School Reform, Training Key To Economic Renewal, Clinton Says

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Although he proposed no new education initiatives in his State of the Union Message last week, President Clinton referred repeatedly to children's well-being in a speech that focused on health care, welfare, and crime.

In the 63-minute address to a joint session of Congress, Mr. Clinton pressed for passage of his Administration's education-reform centerpiece, the "goals 2000: educate America act,'' as well as his school-to-work proposals.

The Administration's efforts to reinvigorate the economy and provide equal opportunity "cannot work unless we also give our people the education, training, and skills they need to seize the opportunities of tomorrow,'' Mr. Clinton said.

The day after the address, the President was scheduled to deliver a similar message--tailored to young people--to students at a junior high school in one of this city's poorer neighborhoods.

The event was called off, however, because Mr. Clinton was suffering from laryngitis. The White House said it probably will reschedule the event at some point.

In his speech to Congress, Mr. Clinton voiced concern over the disintegration of traditional values and called for increased personal responsibility, urging parents to take charge of their children's future.

"We can't renew our country until we realize that governments don't raise children: parents do,'' he said.

Recipe for Renewal

Mr. Clinton clearly defined education reform as part of his recipe for renewal.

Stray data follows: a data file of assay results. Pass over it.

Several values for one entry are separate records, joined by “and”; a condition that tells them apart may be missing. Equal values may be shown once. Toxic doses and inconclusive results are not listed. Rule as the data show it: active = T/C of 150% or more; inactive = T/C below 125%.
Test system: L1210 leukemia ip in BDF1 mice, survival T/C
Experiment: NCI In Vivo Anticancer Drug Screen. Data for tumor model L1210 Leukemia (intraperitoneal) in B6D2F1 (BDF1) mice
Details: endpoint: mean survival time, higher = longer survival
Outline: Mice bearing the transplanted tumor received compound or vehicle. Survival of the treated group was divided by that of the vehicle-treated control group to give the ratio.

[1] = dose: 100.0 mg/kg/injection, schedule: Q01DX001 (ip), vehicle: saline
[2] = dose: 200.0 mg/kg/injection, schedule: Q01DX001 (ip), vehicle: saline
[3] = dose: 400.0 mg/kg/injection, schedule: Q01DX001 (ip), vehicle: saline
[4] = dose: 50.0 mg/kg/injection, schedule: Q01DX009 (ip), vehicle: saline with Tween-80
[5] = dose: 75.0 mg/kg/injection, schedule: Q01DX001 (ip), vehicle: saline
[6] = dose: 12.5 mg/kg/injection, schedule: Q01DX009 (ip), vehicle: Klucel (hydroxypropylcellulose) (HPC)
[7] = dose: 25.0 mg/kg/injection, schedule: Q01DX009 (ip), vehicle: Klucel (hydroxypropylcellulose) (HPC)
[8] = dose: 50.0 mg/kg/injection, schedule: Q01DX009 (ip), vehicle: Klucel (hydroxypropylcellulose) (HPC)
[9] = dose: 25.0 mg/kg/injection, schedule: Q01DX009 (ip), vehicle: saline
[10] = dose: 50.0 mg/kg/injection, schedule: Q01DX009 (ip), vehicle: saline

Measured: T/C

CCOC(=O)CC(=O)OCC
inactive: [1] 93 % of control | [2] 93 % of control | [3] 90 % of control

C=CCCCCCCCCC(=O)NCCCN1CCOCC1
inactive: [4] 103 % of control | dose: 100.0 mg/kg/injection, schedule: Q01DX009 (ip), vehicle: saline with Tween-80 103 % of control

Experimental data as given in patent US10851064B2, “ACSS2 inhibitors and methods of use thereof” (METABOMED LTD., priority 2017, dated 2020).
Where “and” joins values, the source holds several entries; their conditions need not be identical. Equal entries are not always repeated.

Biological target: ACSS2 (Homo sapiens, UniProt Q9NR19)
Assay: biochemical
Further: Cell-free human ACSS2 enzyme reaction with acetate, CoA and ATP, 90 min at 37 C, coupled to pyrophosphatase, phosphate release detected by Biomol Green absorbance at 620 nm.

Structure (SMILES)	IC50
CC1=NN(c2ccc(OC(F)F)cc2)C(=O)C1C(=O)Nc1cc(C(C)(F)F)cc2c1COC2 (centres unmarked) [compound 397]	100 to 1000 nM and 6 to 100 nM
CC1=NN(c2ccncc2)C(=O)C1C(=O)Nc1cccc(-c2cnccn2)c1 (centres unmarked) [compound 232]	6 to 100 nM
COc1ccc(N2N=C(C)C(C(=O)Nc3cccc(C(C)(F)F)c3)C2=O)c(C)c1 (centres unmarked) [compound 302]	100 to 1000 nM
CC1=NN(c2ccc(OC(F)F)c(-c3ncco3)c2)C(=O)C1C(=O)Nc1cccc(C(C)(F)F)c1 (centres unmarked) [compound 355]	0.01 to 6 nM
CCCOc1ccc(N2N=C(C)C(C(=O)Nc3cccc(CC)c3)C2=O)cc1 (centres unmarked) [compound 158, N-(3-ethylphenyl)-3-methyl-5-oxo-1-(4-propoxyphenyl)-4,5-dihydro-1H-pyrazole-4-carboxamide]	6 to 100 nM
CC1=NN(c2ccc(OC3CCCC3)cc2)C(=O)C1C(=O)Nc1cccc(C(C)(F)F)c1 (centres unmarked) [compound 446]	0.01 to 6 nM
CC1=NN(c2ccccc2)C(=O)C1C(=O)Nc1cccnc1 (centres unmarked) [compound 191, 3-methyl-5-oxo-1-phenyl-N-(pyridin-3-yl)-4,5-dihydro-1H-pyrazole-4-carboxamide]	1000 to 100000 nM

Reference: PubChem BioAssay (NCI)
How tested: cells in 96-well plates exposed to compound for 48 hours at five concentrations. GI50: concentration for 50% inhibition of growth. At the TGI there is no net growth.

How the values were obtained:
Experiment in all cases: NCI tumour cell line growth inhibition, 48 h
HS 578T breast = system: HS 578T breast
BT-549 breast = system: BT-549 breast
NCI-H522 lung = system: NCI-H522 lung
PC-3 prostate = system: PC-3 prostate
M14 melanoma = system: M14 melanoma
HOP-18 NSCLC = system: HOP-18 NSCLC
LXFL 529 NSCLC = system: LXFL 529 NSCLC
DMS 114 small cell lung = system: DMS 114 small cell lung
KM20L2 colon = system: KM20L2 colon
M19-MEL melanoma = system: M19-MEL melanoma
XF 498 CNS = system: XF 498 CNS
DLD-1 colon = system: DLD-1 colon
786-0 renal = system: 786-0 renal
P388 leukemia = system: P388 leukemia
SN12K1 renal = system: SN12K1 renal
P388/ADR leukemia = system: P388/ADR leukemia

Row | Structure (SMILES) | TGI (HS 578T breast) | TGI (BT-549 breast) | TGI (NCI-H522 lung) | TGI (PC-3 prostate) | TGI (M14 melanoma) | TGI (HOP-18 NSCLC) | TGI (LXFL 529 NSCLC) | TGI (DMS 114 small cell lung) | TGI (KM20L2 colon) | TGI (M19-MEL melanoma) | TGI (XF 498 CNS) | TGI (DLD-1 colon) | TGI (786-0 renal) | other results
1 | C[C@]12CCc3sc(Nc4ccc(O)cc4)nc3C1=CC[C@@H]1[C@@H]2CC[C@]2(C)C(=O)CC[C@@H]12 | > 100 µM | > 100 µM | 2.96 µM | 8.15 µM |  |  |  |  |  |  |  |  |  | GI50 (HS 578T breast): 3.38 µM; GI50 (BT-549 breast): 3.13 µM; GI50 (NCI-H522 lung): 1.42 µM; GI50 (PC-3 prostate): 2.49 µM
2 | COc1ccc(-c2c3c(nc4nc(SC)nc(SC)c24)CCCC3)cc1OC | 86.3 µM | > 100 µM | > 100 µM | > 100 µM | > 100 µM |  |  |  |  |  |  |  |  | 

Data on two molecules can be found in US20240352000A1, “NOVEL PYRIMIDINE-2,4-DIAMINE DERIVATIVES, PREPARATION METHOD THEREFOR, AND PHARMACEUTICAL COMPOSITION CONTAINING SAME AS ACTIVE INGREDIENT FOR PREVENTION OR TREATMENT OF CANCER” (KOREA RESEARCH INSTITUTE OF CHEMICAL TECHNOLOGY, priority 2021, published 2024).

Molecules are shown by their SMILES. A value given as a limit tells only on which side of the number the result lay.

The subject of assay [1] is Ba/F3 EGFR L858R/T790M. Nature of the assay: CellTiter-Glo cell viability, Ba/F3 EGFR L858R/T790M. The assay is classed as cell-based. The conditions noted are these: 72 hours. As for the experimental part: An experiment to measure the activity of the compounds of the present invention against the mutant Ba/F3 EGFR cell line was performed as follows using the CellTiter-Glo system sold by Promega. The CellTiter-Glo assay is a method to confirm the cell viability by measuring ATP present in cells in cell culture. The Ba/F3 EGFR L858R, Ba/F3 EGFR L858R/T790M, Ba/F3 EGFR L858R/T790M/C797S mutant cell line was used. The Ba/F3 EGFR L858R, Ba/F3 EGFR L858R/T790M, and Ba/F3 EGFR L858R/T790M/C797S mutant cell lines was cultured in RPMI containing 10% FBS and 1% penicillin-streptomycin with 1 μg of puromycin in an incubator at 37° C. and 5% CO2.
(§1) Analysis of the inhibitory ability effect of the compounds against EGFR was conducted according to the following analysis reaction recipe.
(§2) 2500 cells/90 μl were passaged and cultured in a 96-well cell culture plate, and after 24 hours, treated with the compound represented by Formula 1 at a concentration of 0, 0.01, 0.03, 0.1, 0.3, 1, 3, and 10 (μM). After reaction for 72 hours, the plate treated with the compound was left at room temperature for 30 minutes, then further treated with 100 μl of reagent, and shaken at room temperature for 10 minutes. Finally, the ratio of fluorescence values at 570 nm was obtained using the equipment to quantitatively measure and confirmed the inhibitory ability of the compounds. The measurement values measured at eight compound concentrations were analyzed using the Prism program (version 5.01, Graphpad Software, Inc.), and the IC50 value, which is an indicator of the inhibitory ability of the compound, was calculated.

"We must set tough, world-class academic and occupational standards for all our children and give our teachers and students the tools they need to meet them,'' he said.

As part of the Administration's Goals 2000 education-reform strategy, states and school districts would establish voluntary curricular-content, student-performance, and opportunity-to-learn standards in exchange for federal reform grants.

In the current fiscal year, Congress appropriated $105 million for such grants, much less than the $420 million the President had sought. Mr. Clinton is expected to request substantially more for the program when he releases his budget next week.

Goals 2000, the President said, will "empower individual school districts to experiment with ideas like chartering their schools to be run by private corporations or having more public school choice, to do whatever they wish to do as long as we measure every school by one high standard: Are our children learning what they need to know to compete and win in the global economy?''

He added that Goals 2000 "links world-class standards to grassroots reforms'' and called on Congress to pass it "without delay.''

The Senate could take up the bill as early as this week. The House has already passed the measure.

'Stop Ignoring Them'

Mr. Clinton emphasized that non-college-bound students who have been neglected in past programs will be served by his Administration's school-to-work-transition plan.

"After all, most of the people we're counting on to build our economic future won't graduate from college,'' he said. "It's time to stop ignoring them and start empowering them.''

The House has passed the school-to-work bill, and the Senate is expected to take it up early this year.

The President cited efforts by both chambers to pass a "tough, but smart'' crime bill. The Senate version's safe-schools provision "will give our young people the chance to walk to school in safety and to be in school in safety instead of dodging bullets,'' he said.

Mr. Clinton made clear that reforms in health care and welfare are linked, and that he expects Congress to tackle both this year. He threatened to veto any health-care legislation that did not provide universal coverage.

"Let's give our children a future,'' he said. "Let us take away their guns and give them books. Let us overcome their despair and replace it with hope.''

Vol. 13, Issue 19

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